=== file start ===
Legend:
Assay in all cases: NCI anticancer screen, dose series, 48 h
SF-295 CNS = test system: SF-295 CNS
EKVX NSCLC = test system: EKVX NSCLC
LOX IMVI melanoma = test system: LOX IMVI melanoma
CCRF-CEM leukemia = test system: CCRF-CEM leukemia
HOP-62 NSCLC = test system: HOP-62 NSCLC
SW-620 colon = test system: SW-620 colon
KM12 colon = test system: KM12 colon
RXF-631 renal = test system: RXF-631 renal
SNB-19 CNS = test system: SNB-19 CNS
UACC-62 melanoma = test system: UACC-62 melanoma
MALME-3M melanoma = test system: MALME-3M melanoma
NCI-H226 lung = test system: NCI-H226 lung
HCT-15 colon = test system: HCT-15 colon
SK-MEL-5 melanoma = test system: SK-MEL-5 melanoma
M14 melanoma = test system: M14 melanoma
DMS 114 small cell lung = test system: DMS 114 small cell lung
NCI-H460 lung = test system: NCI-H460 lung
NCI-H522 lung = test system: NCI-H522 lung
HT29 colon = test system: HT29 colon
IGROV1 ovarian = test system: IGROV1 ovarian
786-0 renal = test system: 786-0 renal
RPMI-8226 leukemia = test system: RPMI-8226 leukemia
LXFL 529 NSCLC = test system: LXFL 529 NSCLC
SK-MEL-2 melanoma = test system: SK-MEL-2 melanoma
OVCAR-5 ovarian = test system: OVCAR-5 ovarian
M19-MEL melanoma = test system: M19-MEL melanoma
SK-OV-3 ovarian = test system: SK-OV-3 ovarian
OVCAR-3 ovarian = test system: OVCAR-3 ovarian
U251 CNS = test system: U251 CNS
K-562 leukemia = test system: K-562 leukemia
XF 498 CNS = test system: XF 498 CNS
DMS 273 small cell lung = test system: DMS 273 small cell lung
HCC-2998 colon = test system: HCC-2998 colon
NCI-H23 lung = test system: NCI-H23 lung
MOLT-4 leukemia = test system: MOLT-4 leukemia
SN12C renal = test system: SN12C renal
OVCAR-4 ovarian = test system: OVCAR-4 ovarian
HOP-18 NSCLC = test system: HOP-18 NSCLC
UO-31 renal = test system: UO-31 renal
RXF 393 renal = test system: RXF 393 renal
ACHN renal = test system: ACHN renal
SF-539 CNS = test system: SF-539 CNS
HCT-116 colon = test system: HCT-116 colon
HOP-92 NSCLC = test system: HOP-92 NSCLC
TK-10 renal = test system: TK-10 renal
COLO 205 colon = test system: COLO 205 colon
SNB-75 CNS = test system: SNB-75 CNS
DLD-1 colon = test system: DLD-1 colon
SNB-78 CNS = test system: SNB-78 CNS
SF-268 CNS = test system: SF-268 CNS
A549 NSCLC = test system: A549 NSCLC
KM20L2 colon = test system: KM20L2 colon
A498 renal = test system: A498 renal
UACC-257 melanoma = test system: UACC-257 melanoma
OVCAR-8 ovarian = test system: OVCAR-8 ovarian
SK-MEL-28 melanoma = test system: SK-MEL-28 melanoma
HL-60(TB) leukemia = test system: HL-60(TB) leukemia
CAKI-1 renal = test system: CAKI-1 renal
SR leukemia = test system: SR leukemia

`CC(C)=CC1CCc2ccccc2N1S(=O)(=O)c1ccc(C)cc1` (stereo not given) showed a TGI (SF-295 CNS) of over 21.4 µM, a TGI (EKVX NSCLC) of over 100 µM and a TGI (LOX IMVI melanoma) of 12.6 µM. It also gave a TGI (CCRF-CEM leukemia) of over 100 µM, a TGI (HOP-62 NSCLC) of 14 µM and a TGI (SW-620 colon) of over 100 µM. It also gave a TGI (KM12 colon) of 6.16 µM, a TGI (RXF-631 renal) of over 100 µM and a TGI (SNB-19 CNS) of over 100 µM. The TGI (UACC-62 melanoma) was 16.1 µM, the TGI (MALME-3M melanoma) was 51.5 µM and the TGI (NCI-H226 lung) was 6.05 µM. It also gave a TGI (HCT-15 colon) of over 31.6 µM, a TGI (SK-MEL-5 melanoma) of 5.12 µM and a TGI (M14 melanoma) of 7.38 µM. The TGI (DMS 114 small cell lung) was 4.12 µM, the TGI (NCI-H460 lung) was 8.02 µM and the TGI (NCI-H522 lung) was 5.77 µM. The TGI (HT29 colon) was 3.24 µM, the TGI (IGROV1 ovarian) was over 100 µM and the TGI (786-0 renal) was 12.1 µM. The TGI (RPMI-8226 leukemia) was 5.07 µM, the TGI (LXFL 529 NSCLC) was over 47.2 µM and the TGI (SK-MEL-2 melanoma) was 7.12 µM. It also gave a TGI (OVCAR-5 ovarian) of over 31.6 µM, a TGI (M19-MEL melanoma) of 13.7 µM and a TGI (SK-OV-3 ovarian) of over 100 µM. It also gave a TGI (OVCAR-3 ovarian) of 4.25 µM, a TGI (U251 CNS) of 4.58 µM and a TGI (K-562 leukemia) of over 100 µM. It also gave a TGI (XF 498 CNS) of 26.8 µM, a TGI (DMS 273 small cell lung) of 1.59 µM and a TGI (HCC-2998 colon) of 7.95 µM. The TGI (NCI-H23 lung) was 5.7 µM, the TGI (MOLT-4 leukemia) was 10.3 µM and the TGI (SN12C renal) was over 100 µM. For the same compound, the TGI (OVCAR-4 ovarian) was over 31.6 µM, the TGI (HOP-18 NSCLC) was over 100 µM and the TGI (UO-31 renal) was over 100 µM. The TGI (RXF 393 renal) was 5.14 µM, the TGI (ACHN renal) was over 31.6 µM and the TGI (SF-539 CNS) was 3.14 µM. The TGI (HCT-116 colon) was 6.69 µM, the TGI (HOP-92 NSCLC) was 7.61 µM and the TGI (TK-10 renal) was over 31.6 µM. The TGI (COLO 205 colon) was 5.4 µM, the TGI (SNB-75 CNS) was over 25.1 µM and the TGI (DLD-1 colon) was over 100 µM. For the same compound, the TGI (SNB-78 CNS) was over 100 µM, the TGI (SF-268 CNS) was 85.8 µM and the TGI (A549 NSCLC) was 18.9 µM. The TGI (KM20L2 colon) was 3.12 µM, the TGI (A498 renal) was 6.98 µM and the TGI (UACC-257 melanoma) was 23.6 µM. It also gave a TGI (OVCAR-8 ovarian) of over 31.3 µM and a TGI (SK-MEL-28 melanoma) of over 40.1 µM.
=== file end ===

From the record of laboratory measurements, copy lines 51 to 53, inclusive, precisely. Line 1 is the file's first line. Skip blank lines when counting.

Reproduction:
SNB-78 CNS = test system: SNB-78 CNS
SF-268 CNS = test system: SF-268 CNS
A549 NSCLC = test system: A549 NSCLC